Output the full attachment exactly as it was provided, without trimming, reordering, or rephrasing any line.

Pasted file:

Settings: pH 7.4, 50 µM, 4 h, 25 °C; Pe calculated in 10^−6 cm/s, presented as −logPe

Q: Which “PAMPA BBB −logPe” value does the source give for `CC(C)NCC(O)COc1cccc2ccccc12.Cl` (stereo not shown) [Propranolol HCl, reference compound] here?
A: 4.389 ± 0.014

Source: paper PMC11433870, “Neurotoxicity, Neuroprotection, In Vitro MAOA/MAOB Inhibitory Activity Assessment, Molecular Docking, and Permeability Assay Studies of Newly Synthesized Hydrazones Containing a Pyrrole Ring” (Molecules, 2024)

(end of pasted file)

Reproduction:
Settings: pH 7.4, 50 µM, 4 h, 25 °C; Pe calculated in 10^−6 cm/s, presented as −logPe

Q: Which “PAMPA BBB −logPe” value does the source give for `CC(C)NCC(O)COc1cccc2ccccc12.Cl` (stereo not shown) [Propranolol HCl, reference compound] here?
A: 4.389 ± 0.014

Source: paper PMC11433870, “Neurotoxicity, Neuroprotection, In Vitro MAOA/MAOB Inhibitory Activity Assessment, Molecular Docking, and Permeability Assay Studies of Newly Synthesized Hydrazones Containing a Pyrrole Ring” (Molecules, 2024)